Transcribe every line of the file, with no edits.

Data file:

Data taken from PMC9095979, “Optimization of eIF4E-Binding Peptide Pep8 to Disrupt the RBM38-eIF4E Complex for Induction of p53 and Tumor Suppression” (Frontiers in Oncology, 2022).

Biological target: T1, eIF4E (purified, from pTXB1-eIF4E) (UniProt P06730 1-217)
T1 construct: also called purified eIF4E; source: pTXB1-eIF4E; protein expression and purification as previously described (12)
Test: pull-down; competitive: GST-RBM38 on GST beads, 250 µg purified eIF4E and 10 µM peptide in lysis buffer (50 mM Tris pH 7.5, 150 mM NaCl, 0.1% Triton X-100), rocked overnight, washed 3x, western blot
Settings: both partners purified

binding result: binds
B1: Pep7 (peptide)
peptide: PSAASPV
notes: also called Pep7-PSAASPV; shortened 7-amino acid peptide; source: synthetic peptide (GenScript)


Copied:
Data taken from PMC9095979, “Optimization of eIF4E-Binding Peptide Pep8 to Disrupt the RBM38-eIF4E Complex for Induction of p53 and Tumor Suppression” (Frontiers in Oncology, 2022).

Biological target: T1, eIF4E (purified, from pTXB1-eIF4E) (UniProt P06730 1-217)
T1 construct: also called purified eIF4E; source: pTXB1-eIF4E; protein expression and purification as previously described (12)
Test: pull-down; competitive: GST-RBM38 on GST beads, 250 µg purified eIF4E and 10 µM peptide in lysis buffer (50 mM Tris pH 7.5, 150 mM NaCl, 0.1% Triton X-100), rocked overnight, washed 3x, western blot
Settings: both partners purified

binding result: binds
B1: Pep7 (peptide)
peptide: PSAASPV
notes: also called Pep7-PSAASPV; shortened 7-amino acid peptide; source: synthetic peptide (GenScript)